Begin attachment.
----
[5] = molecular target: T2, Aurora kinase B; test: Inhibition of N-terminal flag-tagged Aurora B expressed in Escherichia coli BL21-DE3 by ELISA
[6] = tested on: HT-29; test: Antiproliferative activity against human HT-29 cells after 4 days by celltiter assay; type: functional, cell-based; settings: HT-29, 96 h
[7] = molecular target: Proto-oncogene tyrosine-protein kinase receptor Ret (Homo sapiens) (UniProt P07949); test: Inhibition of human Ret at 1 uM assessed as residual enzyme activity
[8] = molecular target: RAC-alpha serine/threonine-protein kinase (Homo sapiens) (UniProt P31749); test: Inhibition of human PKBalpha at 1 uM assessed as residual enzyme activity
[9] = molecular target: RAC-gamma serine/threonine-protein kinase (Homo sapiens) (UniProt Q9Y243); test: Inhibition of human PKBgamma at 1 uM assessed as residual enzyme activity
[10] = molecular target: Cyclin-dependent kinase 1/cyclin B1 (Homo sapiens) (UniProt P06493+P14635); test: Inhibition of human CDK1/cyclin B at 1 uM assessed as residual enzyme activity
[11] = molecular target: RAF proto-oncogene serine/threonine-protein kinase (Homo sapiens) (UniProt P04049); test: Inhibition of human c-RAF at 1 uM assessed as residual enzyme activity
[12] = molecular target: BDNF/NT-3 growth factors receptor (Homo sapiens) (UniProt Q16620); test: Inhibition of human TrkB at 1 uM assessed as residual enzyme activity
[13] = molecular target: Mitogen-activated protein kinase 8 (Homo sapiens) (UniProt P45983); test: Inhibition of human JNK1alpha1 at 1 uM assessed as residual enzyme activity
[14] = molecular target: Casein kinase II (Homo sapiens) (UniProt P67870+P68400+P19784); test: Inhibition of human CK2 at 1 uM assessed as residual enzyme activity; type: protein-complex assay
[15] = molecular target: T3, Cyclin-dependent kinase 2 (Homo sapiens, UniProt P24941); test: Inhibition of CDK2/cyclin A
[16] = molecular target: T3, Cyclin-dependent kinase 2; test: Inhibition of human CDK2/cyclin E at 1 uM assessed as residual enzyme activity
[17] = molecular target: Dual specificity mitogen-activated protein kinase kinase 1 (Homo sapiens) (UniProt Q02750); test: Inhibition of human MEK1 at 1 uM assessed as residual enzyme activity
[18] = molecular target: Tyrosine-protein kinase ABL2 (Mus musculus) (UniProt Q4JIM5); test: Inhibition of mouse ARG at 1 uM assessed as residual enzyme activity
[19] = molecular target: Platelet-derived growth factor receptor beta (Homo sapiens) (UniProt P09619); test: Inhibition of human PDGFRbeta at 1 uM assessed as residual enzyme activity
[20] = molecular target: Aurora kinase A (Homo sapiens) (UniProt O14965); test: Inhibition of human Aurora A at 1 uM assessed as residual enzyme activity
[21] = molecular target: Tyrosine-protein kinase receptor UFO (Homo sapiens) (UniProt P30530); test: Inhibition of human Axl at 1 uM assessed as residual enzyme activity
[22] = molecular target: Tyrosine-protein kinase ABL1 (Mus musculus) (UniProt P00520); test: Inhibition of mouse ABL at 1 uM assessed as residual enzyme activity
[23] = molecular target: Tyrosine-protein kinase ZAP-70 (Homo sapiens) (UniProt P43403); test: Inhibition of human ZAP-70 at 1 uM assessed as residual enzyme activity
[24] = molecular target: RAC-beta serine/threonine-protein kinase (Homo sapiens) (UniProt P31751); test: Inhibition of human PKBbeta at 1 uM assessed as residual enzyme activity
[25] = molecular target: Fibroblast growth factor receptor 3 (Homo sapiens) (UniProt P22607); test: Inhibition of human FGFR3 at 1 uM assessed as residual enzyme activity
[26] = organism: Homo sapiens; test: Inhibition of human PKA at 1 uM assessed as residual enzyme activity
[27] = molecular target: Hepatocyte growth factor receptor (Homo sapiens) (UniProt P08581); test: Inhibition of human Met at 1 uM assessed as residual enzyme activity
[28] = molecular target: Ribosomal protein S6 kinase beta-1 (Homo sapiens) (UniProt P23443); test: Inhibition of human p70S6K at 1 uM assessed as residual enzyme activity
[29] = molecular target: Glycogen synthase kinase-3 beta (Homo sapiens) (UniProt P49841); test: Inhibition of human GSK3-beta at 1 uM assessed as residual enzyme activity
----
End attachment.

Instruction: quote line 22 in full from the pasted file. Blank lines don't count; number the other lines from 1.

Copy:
[26] = organism: Homo sapiens; test: Inhibition of human PKA at 1 uM assessed as residual enzyme activity